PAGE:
September 17, 2020 - 9:00 pm
Updated September 17, 2020 - 10:12 pm
As a Census 2020 enumerator, I read with interest Mary Hausch’s recent essay on the census (Sunday Review-Journal). I wished I had her as a census field supervisor (CFS). Then maybe collecting the data from the local Las Vegas-Summerlin area wouldn’t have been as painful — not so much from the local population, but getting answers to issues and concerns from the local census collection office.
Yes, over the past three weeks, I’ve knocked on well more than 300 doors, with about one-third responding that they have already submitted their information via the internet or mail. There’s no way of knowing this and continually you take the abuse from the civilian venting at you. In a few cases, we are sent to conduct “re-interviews” in which we again go to a person who has already provided information and ask for it again. Most of these visits ended unpleasantly. In another case, I inputted the answers into my device, yet was tasked to go back three days later to the same house. Ugh.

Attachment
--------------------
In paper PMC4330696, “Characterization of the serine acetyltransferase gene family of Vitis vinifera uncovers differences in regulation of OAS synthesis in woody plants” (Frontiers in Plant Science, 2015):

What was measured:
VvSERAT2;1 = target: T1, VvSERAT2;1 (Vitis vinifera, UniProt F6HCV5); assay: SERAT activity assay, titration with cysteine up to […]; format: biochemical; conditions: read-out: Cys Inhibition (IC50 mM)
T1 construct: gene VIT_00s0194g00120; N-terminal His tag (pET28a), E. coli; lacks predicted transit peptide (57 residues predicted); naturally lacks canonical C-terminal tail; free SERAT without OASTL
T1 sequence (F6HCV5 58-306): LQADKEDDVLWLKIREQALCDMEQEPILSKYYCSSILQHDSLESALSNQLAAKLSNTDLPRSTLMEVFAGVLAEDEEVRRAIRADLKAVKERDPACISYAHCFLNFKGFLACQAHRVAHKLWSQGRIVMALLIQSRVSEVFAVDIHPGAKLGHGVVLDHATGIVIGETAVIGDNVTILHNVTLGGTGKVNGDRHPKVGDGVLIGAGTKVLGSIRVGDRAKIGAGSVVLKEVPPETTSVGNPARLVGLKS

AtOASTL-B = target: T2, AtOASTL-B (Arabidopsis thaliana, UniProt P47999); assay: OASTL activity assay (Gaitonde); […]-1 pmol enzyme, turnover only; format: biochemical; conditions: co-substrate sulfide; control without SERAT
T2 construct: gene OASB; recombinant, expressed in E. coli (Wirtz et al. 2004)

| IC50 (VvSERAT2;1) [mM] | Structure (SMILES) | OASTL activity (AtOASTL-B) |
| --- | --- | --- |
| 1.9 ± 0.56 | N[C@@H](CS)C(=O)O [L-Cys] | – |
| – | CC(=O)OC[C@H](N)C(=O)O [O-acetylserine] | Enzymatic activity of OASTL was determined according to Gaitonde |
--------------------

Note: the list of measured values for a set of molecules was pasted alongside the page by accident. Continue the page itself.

Then I have to mention receiving a tasking to interview seven “dirt lots” — addresses with no houses, just a foundation. After annotating this into my device, I would again receive a task to go back a couple of weeks later, only to see two previous enumerators also visited these same sites after I annotated them in the first place.
More recently, I was tasked to go to a leasing office — seven times.
In most of these examples, I would contact my CFS for instructions and receive a response only the next day (if at all), leading to more frustration. Inevitably, I would go to the census office to get answers, only to find out sometimes they didn’t know or would quote some message we never received. It really didn’t inspire confidence in this process.
All in all, an increasingly frustrating operation between the census office and the population at large.